Perovskite solar cell

DZP Technologies awarded fellowship to support innovative perovskite solar cell research

Dyesol awarded $0.5 million grant to pursue high efficiency, low cost solar cell

Australia-based Dyesol has been awarded a $449,000 grant from the Australian Renewable Energy Agency (ARENA) to commercialize an innovative, very high efficiency perovskite solar cell. ARENA has stated that the funding would enable Dyesol to create a roadmap setting out the steps needed to take its perovskite solar cell technology from the lab to a commercially available product. Dyesol will map out the techniques and requirements for working towards scalable manufacturing of high-quality, uniform perovskite cells that achieve efficiency, durability and stability targets. As declared, Dyesol is initially aiming for a delivery cost benchmark of US 10 cents per kWh, putting perovskite solar PV cells on par with current benchmarks achieved by silicon solar PV. This would be a considerable achievement given silicon PV’s maturity as a technology, and provides…

A project by Cambridge-based DZP Technologies, which also received the prestigious 1851 Industrial Fellowship, targets the development and commercialization of innovative perovskite solar cells. The project will be carried out in collaboration with the University of Surrey’s Advanced Technology Institute, aiming to overcome some of the necessary technical hurdles to realize perovskite solar cells.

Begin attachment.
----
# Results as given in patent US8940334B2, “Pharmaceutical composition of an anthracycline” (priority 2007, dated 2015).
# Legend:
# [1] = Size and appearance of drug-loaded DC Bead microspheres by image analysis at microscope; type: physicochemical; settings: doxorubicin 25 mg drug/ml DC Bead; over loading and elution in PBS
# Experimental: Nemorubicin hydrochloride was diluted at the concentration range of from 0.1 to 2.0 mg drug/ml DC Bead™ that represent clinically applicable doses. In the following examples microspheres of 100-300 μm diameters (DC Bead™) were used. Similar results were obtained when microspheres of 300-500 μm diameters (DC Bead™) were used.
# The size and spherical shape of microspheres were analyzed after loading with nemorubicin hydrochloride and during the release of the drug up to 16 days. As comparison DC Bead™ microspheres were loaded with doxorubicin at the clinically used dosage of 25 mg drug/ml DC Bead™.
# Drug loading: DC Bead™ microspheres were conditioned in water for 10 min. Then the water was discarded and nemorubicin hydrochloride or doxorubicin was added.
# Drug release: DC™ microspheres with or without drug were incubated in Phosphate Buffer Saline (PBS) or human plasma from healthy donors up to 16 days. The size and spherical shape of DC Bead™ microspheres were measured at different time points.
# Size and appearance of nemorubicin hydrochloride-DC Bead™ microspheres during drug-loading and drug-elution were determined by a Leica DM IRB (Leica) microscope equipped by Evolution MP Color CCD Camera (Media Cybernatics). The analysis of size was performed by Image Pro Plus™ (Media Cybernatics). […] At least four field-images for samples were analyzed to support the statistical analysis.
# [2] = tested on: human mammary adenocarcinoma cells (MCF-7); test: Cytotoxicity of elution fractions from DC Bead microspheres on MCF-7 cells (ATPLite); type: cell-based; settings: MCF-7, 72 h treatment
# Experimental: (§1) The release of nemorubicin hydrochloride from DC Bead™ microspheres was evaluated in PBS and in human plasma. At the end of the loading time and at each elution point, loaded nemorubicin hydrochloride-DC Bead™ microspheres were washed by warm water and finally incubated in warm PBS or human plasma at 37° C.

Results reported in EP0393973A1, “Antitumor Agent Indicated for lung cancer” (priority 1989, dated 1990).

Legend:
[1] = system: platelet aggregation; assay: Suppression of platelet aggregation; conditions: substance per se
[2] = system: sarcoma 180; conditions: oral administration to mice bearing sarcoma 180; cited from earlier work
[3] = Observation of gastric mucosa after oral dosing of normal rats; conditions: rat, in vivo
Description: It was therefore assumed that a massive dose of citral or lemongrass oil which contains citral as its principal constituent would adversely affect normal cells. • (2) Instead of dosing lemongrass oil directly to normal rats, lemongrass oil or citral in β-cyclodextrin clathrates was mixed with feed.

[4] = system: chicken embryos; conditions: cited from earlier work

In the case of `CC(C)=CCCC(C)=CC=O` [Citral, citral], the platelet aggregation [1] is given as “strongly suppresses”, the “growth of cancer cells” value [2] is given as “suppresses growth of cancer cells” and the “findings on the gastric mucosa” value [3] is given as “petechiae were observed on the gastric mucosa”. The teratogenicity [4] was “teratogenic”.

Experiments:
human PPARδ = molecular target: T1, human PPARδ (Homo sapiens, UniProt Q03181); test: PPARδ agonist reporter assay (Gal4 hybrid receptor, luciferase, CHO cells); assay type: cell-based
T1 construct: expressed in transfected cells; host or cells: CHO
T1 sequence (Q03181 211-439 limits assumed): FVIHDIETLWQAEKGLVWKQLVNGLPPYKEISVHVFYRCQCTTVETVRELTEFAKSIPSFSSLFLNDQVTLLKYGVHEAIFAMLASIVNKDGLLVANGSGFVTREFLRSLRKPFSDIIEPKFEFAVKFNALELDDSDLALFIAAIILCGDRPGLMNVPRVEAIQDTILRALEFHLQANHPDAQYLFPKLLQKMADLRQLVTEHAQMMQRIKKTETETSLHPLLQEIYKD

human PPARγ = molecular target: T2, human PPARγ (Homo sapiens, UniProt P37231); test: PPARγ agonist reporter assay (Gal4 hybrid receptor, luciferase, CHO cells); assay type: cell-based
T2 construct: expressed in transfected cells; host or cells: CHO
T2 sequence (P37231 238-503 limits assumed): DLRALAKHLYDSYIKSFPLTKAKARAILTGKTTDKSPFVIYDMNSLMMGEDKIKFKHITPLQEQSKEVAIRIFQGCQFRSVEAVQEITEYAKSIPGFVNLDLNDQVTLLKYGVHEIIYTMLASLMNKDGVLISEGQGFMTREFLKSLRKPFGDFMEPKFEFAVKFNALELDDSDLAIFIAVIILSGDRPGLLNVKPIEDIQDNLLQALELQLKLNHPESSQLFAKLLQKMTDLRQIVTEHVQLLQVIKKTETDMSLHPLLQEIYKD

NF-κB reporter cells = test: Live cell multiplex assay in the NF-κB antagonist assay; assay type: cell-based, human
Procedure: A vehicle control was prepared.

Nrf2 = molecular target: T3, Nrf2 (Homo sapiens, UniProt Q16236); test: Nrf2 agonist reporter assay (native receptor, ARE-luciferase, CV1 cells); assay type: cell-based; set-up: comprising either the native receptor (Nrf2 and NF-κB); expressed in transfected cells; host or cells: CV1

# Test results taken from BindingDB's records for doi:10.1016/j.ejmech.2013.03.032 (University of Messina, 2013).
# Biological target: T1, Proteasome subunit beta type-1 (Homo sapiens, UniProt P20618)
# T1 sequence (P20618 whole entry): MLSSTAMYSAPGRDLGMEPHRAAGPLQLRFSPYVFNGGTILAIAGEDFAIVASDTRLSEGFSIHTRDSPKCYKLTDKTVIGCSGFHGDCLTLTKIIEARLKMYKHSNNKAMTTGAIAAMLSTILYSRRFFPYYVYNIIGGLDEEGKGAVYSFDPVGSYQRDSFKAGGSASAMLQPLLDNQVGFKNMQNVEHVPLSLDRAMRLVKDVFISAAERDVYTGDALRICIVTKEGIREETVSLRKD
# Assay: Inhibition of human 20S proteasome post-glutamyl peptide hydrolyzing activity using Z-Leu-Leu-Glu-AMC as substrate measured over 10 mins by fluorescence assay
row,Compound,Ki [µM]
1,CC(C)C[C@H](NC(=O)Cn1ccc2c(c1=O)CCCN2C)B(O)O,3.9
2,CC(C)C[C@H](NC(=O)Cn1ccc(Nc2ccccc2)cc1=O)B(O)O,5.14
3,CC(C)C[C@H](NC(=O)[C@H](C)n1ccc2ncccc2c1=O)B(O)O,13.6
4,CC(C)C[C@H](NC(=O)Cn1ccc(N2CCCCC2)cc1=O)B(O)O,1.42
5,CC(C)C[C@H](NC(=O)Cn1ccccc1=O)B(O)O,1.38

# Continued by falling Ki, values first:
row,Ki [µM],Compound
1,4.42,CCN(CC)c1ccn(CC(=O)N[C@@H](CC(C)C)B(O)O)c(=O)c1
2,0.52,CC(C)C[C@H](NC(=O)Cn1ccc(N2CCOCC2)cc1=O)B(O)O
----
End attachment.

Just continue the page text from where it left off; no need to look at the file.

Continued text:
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Graphene as a front contact for silicon-perovskite tandem solar cells

Researchers at the Helmholtz-Zentrum Berlin (HZB) developed a process for coating perovskite layers with graphene for the first time, so that the graphene acts as a front contact. A traditional silicon absorber converts the red portion of the solar spectrum very effectively into electrical energy, whereas the blue portions are partially lost as heat. To reduce this loss, the silicon cell can be combined with an additional solar cell that primarily converts the blue portions and a particularly effective complement to conventional silicon is perovskite. However, it is normally very difficult to provide the perovskite layer with a transparent front contact. While sputter deposition of indium tin oxide (ITO) is common practice for inorganic silicon solar cells, this technique destroys the organic components of a perovskite cell. The HZB scientists…

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